Willie Jackson20023125/257/1Final Season.
Jabar Gaffney2012323 games, 4 catchesFinal Season.
Jerry Porter200628Only appeared in 4 games.Posted 55 catches, 886 yards, 7 TDs over two more seasons.
Malcolm Floyd20123056/814/5Severe injury in 2013.

I didn’t include Miles Austin in that table since he just found work. His 2013 season (age 29) saw him play in just 11 games with only 24 catches, 224 yards, no TDs. He only latched on with Cleveland after (a) Josh Gordon got suspended and (b) they signed Earl Bennett first. At this point, I’m counting Austin as a negative comp. 

Let’s tally it up: 3 active comps that are going strong, but we don’t know how they’ll age, and two (Bowe, Austin) that may have hit the wall. Basically 5 of the retired comps put up a really good N+1, and then 6 were useless.Two retired comps played at a high level for three or more future seasons and one turned in two more solid seasons. And then eight retired comps fell off drastically after their N+1 season. Final score: 3/5 of active comps are good, 5/11 retired comps had a good N+1 season, and 3/11 comps put up good seasons after their N+1 year. Not exactly a rosy picture. 

So will Colston buck the trend? I don’t know for sure, but available  information suggests no. This quote from Rotoworld pretty much sums it up: “Coach Sean Payton doesn’t expect the nagging foot woes Marques Colston battled last season to go away.” Rotoworld goes on to report that the Saints are already planning to limit Colston’s practice time as a result. Further evidence that Colston is on the decline can be found in the fact that the Saints acquired not one, but two WRs on draft weekend.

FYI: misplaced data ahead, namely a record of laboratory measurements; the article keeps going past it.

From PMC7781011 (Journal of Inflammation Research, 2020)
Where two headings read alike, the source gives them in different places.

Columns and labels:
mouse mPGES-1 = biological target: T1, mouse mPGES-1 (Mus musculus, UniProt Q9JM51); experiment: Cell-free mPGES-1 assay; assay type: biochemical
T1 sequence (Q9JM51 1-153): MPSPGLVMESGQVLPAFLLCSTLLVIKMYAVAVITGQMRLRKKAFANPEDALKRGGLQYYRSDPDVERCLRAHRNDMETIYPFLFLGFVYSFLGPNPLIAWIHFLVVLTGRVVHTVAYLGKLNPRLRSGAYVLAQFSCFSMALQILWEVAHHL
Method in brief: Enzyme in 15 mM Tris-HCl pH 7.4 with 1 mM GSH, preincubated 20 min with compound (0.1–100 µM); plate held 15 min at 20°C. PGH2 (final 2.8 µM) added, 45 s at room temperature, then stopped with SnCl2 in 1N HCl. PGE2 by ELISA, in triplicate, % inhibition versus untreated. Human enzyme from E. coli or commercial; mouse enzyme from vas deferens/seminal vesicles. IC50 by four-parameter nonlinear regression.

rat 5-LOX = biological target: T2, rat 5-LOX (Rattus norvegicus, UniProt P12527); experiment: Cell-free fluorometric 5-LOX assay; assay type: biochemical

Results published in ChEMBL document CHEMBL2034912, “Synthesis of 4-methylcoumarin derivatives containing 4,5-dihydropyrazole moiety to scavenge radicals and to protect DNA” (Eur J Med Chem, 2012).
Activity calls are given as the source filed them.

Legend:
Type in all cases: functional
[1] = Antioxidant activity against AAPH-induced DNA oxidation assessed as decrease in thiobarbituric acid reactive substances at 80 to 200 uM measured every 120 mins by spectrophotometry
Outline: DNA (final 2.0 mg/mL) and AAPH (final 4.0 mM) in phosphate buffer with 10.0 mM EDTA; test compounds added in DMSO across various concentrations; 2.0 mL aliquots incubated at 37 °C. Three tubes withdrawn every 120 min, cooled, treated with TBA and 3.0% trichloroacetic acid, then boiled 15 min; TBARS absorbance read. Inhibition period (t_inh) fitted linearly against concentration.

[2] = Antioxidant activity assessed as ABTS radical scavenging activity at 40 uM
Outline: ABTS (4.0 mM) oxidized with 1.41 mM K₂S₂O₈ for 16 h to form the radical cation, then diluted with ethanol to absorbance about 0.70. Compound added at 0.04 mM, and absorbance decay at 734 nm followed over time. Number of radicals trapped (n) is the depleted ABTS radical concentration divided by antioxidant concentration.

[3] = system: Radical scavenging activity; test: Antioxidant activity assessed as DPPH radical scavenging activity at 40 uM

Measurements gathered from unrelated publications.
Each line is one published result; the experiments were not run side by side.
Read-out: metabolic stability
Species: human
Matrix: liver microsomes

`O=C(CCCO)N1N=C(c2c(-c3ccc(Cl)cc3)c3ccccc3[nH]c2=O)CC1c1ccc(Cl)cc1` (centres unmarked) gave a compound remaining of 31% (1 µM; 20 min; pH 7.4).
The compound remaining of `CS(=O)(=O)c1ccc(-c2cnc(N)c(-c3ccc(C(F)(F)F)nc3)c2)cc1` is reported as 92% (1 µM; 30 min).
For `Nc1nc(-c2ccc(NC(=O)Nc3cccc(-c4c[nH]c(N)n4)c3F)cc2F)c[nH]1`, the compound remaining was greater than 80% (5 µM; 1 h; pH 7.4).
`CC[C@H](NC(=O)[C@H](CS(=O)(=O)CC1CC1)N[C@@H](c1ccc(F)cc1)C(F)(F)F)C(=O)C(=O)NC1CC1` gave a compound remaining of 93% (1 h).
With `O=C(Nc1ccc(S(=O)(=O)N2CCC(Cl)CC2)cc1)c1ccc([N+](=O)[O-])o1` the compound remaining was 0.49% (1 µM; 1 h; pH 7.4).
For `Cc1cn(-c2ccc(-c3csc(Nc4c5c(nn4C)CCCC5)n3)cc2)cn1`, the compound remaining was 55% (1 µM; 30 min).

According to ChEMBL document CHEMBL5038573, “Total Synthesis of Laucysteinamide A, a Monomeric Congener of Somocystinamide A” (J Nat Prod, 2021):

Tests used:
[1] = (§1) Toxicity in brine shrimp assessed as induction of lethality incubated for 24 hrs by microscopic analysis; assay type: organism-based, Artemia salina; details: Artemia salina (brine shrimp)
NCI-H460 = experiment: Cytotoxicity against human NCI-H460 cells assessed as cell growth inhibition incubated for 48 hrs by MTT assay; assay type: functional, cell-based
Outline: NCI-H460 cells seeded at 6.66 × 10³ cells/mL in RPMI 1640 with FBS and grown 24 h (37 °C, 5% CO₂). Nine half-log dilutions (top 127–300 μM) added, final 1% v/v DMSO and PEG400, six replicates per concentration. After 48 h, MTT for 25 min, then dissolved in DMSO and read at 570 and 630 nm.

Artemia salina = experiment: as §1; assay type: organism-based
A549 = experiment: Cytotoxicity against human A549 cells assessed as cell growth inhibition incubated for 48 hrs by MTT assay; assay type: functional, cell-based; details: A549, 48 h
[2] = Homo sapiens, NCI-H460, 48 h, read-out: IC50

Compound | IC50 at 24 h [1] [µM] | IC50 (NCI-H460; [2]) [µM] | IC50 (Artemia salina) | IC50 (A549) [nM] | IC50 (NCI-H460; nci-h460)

You know about Brandin Cooks already, so let’s look at the other, Brandon Coleman from Rutgers, who signed as an UDFA.

Name Hght Wght Arms Hands 40 yd 10 yd Vert Broad 3Cone 20 ss
Brandon Coleman 6′ 6″ 225 34″ 9¼” 4.56 1.63 32½” 7.33 4.51
Marques Colston 6′ 5″ 224 33⅜” 9⅝” 4.5 1.6 37″ 123″ 6.96 4.44

Gee, it’s almost like they picked up somebody a lot like Colston, maybe in case…they…move on from Colston? For what it’s worth, Coleman1 does have a 30+ dominator rating season to his creditThere are obvious concerns with Coleman – he was undrafted after all – but also some good points. He’s got the best projected red zone TD rate of this year’s WR class, and he’s on the young side. But the potential for physical decline and the presence of a rookie doppelganger aren’t the only reason to be concerned about Colston’s future.